The establishment panic at Cryptocurrency

When Kingsley Amis met the works of DH Lawrence, he was not impressed through yet another great denouncer and missionary, the English send themselves “to tell them themselves that they are rude, rude, lost, dead, mad and addicted to unnatural vice.” With little charity, Amis suggested leaving the didactic novelist on “his prime, inspiring, unreachable and unread.”

Leaving aside questions of inspiration, the same can be said of Hillary Clinton, ousted US presidential candidate, cranky alarmist in office, still worried about establishment power incursions by rogue elements eager to seize the crown of power. One of them, in his mind, is the threat posed by cryptocurrency.

During a panel discussion at the Bloomberg New Economy Forum in Singapore, she made the following comment is worth quoting in its entirety: “Another area that I hope nation states start to pay more attention to is the rise of cryptocurrency, because what seems like a very interesting effort and somewhat exotic to literally mine new coins to trade with them has the potential to undermine currencies, to undermine the dollar’s role as a reserve currency, to destabilize nations, perhaps starting with small but going much larger. “

The remark has every threat imaginable in the Clinton universe: the potential dethronement of the almighty dollar, the cornerstone and guarantee of American power; the attack on the nation-state; false exoticism. For other establishment figures, cryptocurrencies are a regulatory nightmare, which can be used for money laundering, human trafficking and drug trafficking. The fact that all of this goes very smoothly with standard currency transactions is another one of those troublesome truths that doesn’t disrupt the dystopian terror tale.

Other politicians are also nervous about breakthroughs in crypto. Indian Prime Minister Narendra Modi, imbued with his own brand of creepy paternalism, told a forum organized by the Australian Strategic Policy Institute on November 18, that it was “important that all democratic nations work together on this issue and make sure this does not end in the wrong hands, which can ruin our young people.”

Such a mood was not helped by the Indian Supreme Court ruling in March last year, effectively overturning a 2018 central bank order banning banks from trading cryptocurrencies. The decision saw a meteoric investment boom.

Without being discouraged, a government official Modi Recount Reuters in March that a new bill was under consideration that would ban cryptocurrencies and criminalize the possession, issuance, mining, trading and transfer of those assets. The target here is private crypto assets; the preference goes to blockchain technology.

Despite the severity of this bill, Finance Minister Nirmala Sitharaman was also throw some crumbs to reassure worried investors. “I can only give you this clue that we are not closing our minds, we are looking at ways in which experiences can occur in the digital world and cryptocurrency.”

El Salvador has already carved out a niche in the jungle of nation states for crypto, give it legal tender in September. Until mid-November, the country hosted Bitcoin Week, and the Minister of the Economy, María Luisa Hayem, was excited to say at the Adopting Bitcoin conference, how his government “committed to innovate” and expressed pride in embracing digital currency. Rosily, she proclaims that “the currency gave, in a short time, access to payments and services that Salvadorans did not have before”.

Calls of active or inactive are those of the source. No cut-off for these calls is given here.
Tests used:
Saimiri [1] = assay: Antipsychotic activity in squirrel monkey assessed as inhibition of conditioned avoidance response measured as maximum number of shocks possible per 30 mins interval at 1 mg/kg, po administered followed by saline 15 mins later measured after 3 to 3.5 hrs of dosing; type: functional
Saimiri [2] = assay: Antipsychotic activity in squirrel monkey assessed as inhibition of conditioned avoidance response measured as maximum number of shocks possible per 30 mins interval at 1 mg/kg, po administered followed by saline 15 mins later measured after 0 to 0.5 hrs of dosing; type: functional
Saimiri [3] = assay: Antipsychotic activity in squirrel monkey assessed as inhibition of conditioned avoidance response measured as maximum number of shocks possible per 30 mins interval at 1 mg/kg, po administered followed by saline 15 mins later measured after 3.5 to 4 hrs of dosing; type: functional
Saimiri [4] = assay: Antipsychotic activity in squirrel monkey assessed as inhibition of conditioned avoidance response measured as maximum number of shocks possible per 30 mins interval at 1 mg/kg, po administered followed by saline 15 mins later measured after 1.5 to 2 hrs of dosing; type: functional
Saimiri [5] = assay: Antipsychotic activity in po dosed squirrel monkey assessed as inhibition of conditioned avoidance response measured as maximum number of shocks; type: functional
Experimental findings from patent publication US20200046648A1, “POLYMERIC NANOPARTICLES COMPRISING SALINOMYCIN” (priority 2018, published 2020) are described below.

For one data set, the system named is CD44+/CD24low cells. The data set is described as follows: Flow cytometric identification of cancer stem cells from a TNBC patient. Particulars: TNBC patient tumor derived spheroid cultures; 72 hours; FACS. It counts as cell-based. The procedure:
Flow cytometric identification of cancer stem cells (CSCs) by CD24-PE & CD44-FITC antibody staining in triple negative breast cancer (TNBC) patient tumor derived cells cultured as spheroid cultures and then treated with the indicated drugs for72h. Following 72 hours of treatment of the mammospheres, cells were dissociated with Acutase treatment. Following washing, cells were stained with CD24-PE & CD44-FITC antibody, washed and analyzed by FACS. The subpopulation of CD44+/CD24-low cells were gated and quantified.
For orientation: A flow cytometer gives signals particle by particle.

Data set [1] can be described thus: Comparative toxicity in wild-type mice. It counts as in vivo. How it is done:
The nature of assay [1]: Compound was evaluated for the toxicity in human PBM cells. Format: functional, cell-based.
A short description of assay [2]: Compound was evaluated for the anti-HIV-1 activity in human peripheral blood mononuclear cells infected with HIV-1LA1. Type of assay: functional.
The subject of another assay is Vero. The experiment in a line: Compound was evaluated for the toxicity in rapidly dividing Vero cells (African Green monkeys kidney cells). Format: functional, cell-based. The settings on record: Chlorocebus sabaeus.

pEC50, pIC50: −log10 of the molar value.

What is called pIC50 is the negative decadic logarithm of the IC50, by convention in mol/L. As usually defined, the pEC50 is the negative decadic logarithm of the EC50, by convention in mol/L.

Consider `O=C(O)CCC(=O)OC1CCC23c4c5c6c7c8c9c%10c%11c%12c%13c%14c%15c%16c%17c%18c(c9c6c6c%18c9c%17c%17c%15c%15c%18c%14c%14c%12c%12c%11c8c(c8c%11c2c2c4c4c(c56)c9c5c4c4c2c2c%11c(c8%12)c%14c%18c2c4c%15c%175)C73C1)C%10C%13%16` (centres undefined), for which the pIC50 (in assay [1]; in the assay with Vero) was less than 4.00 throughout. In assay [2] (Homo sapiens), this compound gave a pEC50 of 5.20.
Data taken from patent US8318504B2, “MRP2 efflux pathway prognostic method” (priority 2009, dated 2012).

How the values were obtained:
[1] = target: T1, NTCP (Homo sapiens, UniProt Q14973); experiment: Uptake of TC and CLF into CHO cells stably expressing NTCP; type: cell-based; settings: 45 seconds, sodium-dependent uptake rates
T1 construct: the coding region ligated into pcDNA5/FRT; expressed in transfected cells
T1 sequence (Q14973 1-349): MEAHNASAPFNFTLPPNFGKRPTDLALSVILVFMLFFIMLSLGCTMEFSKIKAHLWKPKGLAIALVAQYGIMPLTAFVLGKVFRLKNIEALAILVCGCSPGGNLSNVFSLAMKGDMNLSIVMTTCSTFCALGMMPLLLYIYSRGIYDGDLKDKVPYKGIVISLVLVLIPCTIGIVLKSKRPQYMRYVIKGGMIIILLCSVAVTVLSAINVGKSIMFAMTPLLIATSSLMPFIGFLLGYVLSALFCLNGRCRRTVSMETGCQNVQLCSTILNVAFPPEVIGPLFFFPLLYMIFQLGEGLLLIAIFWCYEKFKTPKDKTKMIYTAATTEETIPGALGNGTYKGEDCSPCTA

The movement had been more than frowned upon by these agents of poverty, the world Bank and the International Monetary Fund, the latter warning against “macroeconomic, financial and legal issues that require very careful analysis” arising from the adoption of such currencies. But even central banks, threatened by this decentralizing digital march, are doing the trick, yet there is a problem that these deposits could exacerbate financial instability.

In Australia, the Commonwealth Bank ventured into the crypto market in partnership with digital currency trading platform Gemini and blockchain analytics firm Chainalysis, development an application allowing customers to “buy, sell and hold crypto assets”. Ten crypto assets will include, among them Bitcoin, Bitcoin Cash, Litecoin, and Ethereum.

The gesture is far from cavalier, and even a little boring. The CBA wants a piece of the crypto pie and thinks it can reassure customers that it can do so in a regulated system. Have a dedicated exchange platform will mean that digital currencies from other exchanges will not be allowed to be introduced. Close monitoring is promised.

Clinton’s fears and warnings of unscrupulous digital barbarians going on a rampage find themselves in cold isolation. The current cryptocurrency market is worth $ 2,000 billion, which is remarkable considering that crypto only came into being in 2009. The market capitalization of digital assets, according to the numbers from JP Morgan, has grown from $ 200 million at the end of 2019 to the current figure of $ 2.6 trillion.

Certainly, these digital assets are becoming a threat, but it will come from the voracious appetite for the minting and circulation of these currencies. Bitcoin and Ethereum, together, consume as much electrical energy per year than Indonesia. It leaves a generous carbon footprint as well as a growth electronic waste problem. Now that’s a concern.

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